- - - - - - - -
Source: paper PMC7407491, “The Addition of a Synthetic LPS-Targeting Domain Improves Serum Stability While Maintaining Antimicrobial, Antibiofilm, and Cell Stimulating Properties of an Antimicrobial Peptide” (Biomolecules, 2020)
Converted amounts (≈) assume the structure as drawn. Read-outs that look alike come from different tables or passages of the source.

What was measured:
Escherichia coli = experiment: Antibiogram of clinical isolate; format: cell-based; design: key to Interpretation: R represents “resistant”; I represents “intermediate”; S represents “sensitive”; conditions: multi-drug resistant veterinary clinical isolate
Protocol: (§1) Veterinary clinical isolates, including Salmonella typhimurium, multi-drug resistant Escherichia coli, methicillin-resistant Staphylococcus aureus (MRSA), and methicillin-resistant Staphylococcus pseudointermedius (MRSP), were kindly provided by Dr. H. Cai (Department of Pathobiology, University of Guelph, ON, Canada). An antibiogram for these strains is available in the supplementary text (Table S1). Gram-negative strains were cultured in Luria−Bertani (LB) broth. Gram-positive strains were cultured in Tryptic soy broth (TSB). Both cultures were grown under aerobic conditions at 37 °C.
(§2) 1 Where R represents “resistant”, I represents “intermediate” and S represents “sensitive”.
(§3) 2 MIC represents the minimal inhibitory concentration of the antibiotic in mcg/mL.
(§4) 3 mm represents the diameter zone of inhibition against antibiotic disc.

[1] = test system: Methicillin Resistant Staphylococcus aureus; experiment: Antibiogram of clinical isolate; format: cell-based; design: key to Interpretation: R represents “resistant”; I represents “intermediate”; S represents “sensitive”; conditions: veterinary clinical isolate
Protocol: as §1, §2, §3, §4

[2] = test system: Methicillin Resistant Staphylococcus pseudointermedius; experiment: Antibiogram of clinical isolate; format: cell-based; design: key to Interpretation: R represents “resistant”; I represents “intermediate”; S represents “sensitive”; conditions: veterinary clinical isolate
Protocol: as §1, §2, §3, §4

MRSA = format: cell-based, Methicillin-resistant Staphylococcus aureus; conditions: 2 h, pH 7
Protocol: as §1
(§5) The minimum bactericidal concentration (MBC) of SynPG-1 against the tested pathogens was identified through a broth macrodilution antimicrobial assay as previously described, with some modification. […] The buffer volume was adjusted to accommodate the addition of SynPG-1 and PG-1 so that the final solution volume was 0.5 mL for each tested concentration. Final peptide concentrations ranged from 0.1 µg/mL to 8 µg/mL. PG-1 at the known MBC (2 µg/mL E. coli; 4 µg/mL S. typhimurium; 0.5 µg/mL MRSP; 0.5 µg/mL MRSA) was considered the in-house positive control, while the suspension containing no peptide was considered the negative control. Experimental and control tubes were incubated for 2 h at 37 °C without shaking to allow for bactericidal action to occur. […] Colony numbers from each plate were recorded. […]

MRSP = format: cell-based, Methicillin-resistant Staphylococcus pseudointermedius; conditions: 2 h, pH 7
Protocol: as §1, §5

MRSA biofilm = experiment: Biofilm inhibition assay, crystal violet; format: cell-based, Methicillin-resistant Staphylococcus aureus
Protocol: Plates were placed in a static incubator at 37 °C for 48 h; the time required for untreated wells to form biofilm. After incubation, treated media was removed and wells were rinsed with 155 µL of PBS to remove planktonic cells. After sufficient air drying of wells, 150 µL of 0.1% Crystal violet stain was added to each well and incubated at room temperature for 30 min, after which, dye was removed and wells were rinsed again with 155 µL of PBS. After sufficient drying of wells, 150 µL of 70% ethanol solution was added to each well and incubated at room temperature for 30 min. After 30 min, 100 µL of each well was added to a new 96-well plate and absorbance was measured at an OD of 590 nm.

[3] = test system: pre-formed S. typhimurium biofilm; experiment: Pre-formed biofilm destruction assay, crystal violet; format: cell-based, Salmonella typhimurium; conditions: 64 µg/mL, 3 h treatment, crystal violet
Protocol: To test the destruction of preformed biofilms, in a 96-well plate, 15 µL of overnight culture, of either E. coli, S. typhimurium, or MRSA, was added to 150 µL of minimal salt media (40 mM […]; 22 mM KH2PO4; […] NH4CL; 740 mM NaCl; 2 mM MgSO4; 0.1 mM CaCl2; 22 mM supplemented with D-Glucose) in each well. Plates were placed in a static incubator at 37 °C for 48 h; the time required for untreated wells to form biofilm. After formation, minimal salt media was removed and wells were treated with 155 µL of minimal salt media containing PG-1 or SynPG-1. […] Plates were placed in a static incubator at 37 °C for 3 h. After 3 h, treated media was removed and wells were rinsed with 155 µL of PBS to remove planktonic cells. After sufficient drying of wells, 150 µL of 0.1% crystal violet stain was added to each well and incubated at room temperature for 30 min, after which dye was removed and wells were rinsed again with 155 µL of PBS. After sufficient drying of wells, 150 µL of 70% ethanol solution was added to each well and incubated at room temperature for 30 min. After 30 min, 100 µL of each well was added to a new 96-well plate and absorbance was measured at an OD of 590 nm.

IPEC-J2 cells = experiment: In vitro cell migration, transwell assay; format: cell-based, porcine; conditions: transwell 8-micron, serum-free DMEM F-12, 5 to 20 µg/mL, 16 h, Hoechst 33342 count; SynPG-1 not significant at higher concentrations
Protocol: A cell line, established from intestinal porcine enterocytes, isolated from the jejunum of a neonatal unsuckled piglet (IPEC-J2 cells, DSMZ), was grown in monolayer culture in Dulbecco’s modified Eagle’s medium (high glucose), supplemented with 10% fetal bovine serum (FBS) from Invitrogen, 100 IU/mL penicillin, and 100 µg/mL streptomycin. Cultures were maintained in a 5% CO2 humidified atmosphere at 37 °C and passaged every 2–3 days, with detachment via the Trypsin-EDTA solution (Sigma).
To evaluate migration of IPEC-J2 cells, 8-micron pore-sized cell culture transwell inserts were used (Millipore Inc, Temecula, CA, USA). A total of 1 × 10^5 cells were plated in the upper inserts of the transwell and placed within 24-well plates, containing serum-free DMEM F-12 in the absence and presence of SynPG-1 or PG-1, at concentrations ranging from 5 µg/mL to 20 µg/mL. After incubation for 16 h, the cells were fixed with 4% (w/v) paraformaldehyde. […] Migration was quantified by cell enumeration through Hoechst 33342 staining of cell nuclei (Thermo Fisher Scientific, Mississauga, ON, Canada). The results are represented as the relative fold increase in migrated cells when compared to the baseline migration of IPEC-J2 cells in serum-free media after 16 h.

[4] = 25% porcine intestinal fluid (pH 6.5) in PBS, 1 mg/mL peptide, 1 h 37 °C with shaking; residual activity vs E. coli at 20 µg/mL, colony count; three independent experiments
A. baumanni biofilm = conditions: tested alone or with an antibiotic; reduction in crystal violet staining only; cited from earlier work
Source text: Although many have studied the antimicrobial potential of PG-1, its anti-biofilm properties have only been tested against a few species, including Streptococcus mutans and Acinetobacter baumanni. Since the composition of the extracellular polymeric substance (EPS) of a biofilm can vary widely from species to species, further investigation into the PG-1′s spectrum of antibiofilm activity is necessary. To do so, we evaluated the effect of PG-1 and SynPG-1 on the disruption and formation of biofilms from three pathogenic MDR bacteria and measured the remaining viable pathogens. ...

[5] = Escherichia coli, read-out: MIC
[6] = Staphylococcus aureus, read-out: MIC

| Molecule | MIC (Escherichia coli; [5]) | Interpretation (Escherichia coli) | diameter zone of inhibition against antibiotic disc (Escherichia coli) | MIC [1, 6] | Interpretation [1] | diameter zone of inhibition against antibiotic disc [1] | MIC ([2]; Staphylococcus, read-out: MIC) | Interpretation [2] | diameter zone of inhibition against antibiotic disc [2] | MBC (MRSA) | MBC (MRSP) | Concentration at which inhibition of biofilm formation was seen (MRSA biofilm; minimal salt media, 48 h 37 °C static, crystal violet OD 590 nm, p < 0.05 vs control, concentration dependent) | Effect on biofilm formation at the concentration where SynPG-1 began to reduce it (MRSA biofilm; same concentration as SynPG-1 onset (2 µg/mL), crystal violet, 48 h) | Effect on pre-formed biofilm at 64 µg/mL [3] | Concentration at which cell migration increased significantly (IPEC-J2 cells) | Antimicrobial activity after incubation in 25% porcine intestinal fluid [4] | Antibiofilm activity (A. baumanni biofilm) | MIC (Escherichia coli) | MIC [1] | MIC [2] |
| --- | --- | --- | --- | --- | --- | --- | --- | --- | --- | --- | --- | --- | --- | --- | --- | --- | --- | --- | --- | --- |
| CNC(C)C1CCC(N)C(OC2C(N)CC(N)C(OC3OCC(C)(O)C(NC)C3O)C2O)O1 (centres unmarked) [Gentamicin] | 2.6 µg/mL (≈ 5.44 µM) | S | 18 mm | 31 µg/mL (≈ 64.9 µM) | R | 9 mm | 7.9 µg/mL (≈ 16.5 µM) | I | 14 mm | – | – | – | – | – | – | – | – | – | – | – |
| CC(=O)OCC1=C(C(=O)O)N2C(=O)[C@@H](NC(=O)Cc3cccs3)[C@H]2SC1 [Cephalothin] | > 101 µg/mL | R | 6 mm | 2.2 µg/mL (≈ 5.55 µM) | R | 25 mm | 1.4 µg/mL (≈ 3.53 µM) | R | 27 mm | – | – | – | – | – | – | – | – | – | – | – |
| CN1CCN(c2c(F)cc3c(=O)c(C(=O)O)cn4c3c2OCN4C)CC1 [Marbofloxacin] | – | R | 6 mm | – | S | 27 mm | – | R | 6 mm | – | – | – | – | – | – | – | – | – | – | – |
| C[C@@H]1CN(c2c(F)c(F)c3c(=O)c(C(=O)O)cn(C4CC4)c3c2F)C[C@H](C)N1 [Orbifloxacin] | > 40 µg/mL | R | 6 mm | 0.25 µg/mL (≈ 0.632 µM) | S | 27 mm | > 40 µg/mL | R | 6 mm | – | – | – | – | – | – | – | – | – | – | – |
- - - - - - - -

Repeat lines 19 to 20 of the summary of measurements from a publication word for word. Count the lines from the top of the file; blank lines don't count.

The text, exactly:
Protocol: Plates were placed in a static incubator at 37 °C for 48 h; the time required for untreated wells to form biofilm. After incubation, treated media was removed and wells were rinsed with 155 µL of PBS to remove planktonic cells. After sufficient air drying of wells, 150 µL of 0.1% Crystal violet stain was added to each well and incubated at room temperature for 30 min, after which, dye was removed and wells were rinsed again with 155 µL of PBS. After sufficient drying of wells, 150 µL of 70% ethanol solution was added to each well and incubated at room temperature for 30 min. After 30 min, 100 µL of each well was added to a new 96-well plate and absorbance was measured at an OD of 590 nm.

[3] = test system: pre-formed S. typhimurium biofilm; experiment: Pre-formed biofilm destruction assay, crystal violet; format: cell-based, Salmonella typhimurium; conditions: 64 µg/mL, 3 h treatment, crystal violet